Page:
Mark Lawless
    Managing Principal
    Marlaw Business Advisory Services

  2. I’ve never been a big fan of Michael nor of pop music in general. So I didn’t resonate nearly so strong as did zillions of people.

    I was saddened by Johnny Cash’s death and also Keith Moon and John Entwistle from the Who. Sandy Denny of the Fairport Convention left a huge void. The Boss will probably outlive me by decades, so that’s no problem, and ditto for Lucinda Williams who just may live forever. 🙂

    That said, I think some of Anish’s comments demonstrate the degree to which the world of entertainment and the world of business are becoming entwined. That, among a number of other things, are making business more complex and subject to increasing rates of change. Executive S&OP plays a role there, because it’s all about change. If things never changed, you wouldn’t need S&OP. However, in today’s world, I’d hate to try to run a medium to large business without it.

    Cheers,

    Tom Wallace

  3. Oh, Michael.

    This article, in my mind is really about business and the readiness of today’s supply chain to meet unexpected demand. Supply vs. Demand meets Risk vs. Opportunity.

    Michael’s death, because he was the “King of PoP” has brought the spotlight to a myriad of discussion from family issues to business issues, legal battles, media issues and in the twitter, facebook, networking age, his name will no doubt be typed/hyped more times than his famous “Thriller” record setting sales transactions.

    Are we really ever ready for something like this? Fame and media have created a new wave of demand where it was only among the completely devoted in the most recent of demand streams.

    I need to preface that I really respected MJ’s work and talent, and not being very big on the entertainment scene, was skeptical as I always am, about reports that are designed to just get attention/ratings, but having said ALL that (sorry) back to the main point of the article and my reply:

    All of the best demand planning models sum back to depend on two things… History and calculated risk. Safety stock is a function of calculated risk. We hold safety stock based on the cost of our risk of inventory position, value of the customer’s order base plus potential sales (promos?) and variability of true demand. We balance our value of service level and liability, while attempting to do the same with our partners to assist them in the same end. Above that, our risk tolerance, flexibility, creativity and ability to keep our view on the pulse of the immediate future determines our ability to meet sudden demand spikes.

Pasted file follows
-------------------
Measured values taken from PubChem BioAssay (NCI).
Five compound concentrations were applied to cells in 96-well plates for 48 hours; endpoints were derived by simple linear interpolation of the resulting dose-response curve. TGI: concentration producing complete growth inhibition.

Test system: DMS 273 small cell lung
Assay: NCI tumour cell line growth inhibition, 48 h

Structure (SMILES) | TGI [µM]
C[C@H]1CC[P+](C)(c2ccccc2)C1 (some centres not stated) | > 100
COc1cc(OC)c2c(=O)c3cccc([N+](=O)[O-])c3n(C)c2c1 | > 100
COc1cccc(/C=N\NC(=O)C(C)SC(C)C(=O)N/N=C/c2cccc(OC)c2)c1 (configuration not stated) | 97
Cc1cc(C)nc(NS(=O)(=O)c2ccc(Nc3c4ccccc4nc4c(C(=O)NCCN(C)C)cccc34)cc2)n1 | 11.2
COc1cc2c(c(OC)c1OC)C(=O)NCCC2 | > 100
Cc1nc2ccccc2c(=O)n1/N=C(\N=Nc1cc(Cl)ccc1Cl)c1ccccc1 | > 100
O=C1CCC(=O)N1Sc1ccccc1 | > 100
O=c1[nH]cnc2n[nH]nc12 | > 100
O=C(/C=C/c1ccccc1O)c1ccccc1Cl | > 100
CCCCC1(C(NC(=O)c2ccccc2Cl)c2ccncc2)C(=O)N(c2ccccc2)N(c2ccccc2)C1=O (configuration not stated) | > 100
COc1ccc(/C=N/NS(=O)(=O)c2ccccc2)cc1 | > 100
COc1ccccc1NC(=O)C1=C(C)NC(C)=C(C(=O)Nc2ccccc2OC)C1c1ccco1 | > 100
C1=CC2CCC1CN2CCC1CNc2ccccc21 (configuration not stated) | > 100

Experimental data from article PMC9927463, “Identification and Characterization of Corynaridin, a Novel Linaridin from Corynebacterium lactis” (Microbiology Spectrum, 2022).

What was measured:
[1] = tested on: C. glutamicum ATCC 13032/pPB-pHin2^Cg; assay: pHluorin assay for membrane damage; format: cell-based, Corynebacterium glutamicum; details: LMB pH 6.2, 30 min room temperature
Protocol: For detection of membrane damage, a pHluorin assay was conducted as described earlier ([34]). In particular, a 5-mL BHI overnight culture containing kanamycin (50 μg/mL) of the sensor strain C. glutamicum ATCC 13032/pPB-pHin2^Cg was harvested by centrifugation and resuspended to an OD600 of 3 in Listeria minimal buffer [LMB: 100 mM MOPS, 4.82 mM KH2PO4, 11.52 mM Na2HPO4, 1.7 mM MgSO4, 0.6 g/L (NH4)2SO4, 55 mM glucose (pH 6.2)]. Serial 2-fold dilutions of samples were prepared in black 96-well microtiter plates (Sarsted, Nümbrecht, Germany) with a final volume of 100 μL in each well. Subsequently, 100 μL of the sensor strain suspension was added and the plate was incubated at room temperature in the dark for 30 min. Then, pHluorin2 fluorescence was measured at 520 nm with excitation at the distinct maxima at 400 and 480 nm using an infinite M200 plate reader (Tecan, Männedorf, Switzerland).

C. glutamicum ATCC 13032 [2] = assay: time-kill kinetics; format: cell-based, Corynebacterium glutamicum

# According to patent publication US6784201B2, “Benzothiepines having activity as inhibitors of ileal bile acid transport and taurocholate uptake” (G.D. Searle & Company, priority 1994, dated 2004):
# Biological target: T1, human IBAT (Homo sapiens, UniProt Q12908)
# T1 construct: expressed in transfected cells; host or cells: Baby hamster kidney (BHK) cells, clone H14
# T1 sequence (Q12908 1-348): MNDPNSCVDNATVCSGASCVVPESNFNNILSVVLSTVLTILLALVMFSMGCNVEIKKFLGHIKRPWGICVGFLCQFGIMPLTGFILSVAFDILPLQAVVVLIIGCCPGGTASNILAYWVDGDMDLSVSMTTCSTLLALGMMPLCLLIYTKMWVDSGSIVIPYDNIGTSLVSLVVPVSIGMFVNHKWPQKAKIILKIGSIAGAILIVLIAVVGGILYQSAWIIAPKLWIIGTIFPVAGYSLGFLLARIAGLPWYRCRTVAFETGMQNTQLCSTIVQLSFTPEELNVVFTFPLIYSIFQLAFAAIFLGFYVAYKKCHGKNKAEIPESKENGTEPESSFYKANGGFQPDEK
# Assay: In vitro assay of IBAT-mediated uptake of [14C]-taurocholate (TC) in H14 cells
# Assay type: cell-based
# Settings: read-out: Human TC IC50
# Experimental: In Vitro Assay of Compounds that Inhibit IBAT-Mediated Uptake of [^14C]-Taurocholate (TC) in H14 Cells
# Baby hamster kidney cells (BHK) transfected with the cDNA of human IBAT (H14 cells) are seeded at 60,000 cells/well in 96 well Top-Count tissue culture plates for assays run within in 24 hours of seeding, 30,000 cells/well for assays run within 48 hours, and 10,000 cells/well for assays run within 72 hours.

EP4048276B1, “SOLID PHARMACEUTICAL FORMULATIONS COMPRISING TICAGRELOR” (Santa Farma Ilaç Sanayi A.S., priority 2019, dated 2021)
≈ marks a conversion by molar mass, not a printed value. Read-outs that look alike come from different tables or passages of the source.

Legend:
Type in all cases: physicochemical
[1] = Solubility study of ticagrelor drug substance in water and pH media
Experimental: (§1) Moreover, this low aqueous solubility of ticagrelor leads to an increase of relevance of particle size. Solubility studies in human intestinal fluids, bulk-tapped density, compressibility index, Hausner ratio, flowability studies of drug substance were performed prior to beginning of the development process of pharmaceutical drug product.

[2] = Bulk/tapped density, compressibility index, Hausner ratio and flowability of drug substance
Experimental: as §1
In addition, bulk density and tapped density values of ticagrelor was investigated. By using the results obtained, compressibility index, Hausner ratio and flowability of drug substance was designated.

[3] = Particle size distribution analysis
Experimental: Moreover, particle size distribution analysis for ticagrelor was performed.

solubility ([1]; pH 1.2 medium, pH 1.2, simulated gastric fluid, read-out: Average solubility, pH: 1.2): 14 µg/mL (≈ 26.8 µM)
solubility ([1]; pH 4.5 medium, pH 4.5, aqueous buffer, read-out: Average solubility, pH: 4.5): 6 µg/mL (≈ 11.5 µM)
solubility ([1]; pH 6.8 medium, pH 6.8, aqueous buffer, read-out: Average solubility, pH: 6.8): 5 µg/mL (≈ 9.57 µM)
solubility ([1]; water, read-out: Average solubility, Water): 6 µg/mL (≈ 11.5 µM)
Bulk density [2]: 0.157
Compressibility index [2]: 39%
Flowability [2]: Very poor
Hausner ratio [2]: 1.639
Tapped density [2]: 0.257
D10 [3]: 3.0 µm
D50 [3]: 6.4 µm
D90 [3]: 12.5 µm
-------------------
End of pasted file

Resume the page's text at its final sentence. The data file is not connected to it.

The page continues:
We are now in an economic phase where planning is more essential than ever and needs to take place even futher in advance. In the recent past, many a manufacturer was willing to take an inventory postiion for a good customer in good faith of the future business. Today, risk tolerance has become nearly Nil and in the process, many of us have eliminated the prospect of supplying the “opportunity”.

    So… what is the best reaction, when something phenomenal happens suddenly, unpredictably and on a large scale?

    IMHO the best reaction is proaction in the past. Manufacturers and retailers are bringing their inventories to the bare bones in an effort to revive stock prices and security. To this end, we are hurting the consumers, laborers, investors and the lifeblood of our economy. There is no opportunity where there is no risk.

    For those who are keeping risk in check, only agility can keep you afloat. Watch and plan for the opportunity. Put out the feelers to the real global economy = begins with the consumer whose attention is in the highest demand and their discretionary dollar evaporating. Be ready to turn on the dime.